Amid the cultural and political turbulence of 1960s Brazil, Os Mutantes joined the likes of Caetano Veloso and Gilberto Gil in the role of surrealistic pranksters, taunting the military dictators while fashioning a cannibalistic approach to art and music that still resonates decades later. The Tropicália movement gobbled up psychedelic, pop, and rock influences from around the globe, fused them with samba and other Brazilian roots, and tossed in Marxist absurdities, ambient noise, and provocative lyrics. Many Tropicálistas were forced into exile until the dictatorship fell, and Os Mutantes broke up in the '70s, only to eventually see artists like David Byrne, Beck, and a slew of others adopt their cut-and-paste philosophy. Original Mutante Sérgio Dias resurrected the band in the mid '00s and put out an album, Haih . . . ou Amortecedor, that pretty much picked up where it left off on rock's eccentric fringes three decades before. The brotherly duo Writer opens.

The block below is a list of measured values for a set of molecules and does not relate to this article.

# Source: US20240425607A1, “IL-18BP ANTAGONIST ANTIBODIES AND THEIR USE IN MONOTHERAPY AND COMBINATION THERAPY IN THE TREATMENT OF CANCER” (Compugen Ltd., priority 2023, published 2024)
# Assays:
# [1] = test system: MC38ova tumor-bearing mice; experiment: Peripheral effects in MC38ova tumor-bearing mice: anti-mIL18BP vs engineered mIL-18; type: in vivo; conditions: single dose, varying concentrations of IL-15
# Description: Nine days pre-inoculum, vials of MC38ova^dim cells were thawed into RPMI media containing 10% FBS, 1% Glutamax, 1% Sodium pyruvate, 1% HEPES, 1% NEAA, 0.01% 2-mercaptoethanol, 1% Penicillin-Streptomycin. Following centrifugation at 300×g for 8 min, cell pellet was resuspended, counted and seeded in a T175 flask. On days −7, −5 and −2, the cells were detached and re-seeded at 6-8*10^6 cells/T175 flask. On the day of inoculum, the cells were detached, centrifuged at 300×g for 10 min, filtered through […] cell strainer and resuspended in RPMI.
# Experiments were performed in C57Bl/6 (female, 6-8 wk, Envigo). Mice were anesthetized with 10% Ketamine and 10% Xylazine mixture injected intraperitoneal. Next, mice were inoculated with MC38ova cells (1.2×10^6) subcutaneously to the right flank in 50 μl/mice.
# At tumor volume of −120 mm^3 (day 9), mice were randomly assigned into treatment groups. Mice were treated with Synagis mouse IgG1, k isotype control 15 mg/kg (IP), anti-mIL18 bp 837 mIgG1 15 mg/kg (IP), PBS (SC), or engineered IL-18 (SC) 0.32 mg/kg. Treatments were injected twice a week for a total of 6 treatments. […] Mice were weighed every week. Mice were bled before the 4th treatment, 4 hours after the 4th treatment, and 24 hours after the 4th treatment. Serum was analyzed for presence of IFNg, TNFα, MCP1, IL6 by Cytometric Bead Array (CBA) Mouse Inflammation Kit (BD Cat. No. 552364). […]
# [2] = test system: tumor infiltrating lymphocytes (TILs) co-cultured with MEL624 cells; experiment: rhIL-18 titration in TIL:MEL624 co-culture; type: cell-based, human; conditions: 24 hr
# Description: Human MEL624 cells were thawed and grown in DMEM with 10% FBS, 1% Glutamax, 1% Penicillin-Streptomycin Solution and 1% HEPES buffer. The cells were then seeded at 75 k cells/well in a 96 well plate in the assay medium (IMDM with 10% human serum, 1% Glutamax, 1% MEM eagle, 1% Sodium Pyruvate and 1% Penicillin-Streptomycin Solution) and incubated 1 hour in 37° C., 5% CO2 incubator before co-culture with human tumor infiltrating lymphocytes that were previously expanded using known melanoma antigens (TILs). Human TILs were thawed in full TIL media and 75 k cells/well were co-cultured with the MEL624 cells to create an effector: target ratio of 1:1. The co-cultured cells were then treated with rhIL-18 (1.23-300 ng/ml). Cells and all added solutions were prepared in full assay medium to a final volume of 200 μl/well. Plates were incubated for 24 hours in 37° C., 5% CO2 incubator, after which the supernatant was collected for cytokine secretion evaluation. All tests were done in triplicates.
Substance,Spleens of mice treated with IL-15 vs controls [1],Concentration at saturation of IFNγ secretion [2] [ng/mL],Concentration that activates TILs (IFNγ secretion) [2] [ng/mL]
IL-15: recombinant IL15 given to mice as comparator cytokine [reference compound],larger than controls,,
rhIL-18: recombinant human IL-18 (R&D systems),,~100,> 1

Fri., Nov. 30, 7 p.m., 2012
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